“I’ve never seen the Stepford Wives,” inquired Allende “what’s it about?”

“It’s about, uh…well, there’s, like, some families and they’re…married…I d’no, I haven’t seen it either.”

With one row of domiciles surrounded by a spiked iron fence that must certainly fill its residents with a sheer sense of incarceration, the developers had sought to make the area more homely by naming the roads Coriander, Tarragon, Mint and Sage, which are definitely not real road names. All that was missing was Parsley, Rosemary and Thyme. A sign read “police in action” – shit, I thought.

Later, my companion would point to a beautiful but weather-beaten mosaic that depicted the sheering of sheep – even with the cracks and the fading and the overgrown weeds at its foot, it betrayed a kind of majesty, “but” he said “the decay prevailed.” Our plans for a purposefully aimless meander off Leicester’s beaten path similarly began to decay. The catalyst was my bladder.

It dragged me to the Student Union and past it into town on an endlessly familiar route. It’s hard to rebel too savagely against the urban infrastructure; function keeps you following a certain path. Yes, I needed to piss, and the nefarious Leicester Council certainly hadn’t gone out of their way to provide public toilets. So, after a brief chinwag with those ubiquitous students we lathered our hands in the prestigious-sounding soap of the Skincare Management System and made for the doors. It had begun to feel surreal to be – in the drug connoisseur’s parlance – buzzing in the SU, when I remembered the place doubled as a nightclub.


Deeper into town, “NHTFG” was scrawled in white graffiti upon the topmost segments of a grey skyscraper, which begs the question; did the owners of said building sanction this oblique – and logistically challenging – artistic display upon their property, or did this minimalist Basquiat take the initiative themselves and either a) hang precariously upside down from the roof of the building and write each of the five characters that way, b) hitch a ride on a friendly window cleaner’s rig, or c) hire a helicopter. Although late at night I have overheard the strange rumblings of low-flying rotorcraft, the curiously lopsided rendering of the letter “n” could support the first theory, yet leaves even more unanswered questions. Not least; what does the pattern mean?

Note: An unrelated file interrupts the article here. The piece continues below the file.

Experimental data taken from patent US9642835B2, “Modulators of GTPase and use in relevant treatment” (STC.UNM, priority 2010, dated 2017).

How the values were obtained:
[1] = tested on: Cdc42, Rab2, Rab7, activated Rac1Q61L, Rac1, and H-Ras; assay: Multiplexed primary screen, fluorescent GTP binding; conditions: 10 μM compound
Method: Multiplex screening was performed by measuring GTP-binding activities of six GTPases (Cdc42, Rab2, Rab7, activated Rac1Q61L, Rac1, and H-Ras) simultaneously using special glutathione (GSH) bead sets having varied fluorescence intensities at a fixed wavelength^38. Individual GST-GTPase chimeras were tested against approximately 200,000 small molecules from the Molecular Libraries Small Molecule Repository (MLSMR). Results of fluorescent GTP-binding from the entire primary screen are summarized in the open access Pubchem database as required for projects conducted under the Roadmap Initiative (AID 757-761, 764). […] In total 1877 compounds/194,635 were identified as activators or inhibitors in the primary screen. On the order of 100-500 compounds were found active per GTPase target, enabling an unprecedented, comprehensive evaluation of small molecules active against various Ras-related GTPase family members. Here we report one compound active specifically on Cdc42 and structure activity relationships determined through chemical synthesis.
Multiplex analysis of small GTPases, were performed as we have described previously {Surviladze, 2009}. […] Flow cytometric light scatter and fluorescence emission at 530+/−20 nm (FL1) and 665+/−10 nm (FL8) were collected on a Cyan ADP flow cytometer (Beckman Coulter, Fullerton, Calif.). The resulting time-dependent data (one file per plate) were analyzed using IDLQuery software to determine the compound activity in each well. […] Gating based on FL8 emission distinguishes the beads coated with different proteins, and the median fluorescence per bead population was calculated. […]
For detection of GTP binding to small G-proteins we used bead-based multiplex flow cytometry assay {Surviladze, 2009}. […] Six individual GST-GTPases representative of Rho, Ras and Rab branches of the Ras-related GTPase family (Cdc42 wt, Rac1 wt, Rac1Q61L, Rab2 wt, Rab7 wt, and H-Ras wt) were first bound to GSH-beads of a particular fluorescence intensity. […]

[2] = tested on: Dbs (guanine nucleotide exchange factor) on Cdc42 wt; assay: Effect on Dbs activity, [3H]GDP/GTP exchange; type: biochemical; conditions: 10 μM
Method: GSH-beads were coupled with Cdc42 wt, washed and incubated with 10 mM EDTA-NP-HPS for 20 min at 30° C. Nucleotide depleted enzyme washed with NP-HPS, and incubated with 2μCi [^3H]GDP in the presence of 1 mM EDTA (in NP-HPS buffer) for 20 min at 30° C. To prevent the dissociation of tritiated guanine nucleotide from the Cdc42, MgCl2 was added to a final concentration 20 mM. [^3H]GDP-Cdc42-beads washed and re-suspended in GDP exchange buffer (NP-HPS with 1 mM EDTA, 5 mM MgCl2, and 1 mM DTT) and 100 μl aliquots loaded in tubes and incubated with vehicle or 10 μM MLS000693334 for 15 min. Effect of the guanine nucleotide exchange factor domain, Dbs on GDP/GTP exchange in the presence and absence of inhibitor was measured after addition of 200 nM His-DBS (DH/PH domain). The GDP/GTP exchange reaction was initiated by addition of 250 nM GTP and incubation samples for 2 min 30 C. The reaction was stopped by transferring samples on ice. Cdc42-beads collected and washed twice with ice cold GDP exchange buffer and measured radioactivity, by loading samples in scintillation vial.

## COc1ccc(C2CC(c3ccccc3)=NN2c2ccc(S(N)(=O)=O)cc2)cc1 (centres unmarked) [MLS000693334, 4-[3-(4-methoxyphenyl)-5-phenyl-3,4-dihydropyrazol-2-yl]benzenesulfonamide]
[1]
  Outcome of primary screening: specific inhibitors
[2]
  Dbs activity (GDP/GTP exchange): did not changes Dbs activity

We were swapping drug stories by the Motorola Warehouse when it hit us that we’d taken all the drugs. This realisation was a major bummer, but certainly should have freed us from fears of the cold grip of the law. Instead, stumbling into the Cultural Quarter’s Curve theatre, Allende was more fucked up than ever.

“Psssst…” he hissed in my ear.


“We better split, man, this place is getting hot…” Couples dined and somebody played live piano in the corner, “I don’t think we should be here.”

After grabbing some leaflets, we split.


We strolled through the neon garishness of the shopping centre, discussing the transgressions of Woody Allen and Roman Polanski, and how we can reconcile them with their artistry. Highcross, rechristened as such in 2008 but around since 1992, is particularly symptomatic of one facet of Leicester’s gentrification; with the collapse of the Industrial sector in the 1980s, the city compensated for the lack of prospects with a surge of job opportunities in retail. The elastic road seemed to be coming to an end.

“I’ve got a drug problem…” I began.

My friend is a rock ‘n’ roll enthusiast “Keith Richards has it right,” he grinned, quoting “’I don’t have a drug problem, I have a police problem.’”

“No, a problem with these particular drugs. We take too much ecstasy! Instead of imbuing me with an all-encompassing desire to just fuckin’ move, it actually relaxes me.”

“Y’know, now th’t you– my legs are kind’a starting to hurt, man…”

My friend’s company had, to an extent, kept me focused upon the task at hand. However, I was reminded of my experiences walking alone. Although I attempt to keep observation at the heart of my peregrinations, my walks often cease to be about my environment, whatever my intentions, and revert to a mostly solipsistic focus. We found that at times our one-on-one conversation would render Leicester merely ornamental. Function again grasped us in its hands, and, ever the loyal customers, the final stop on our trip took us to our Man’s living room. I chuckled at the circularity of our haphazard odyssey. Thinking of my grand ambitions, I lamented that I was even mourning structure. I didn’t know if we’d found the real Leicester, but I had material to spare and – any problems – I could just make it up.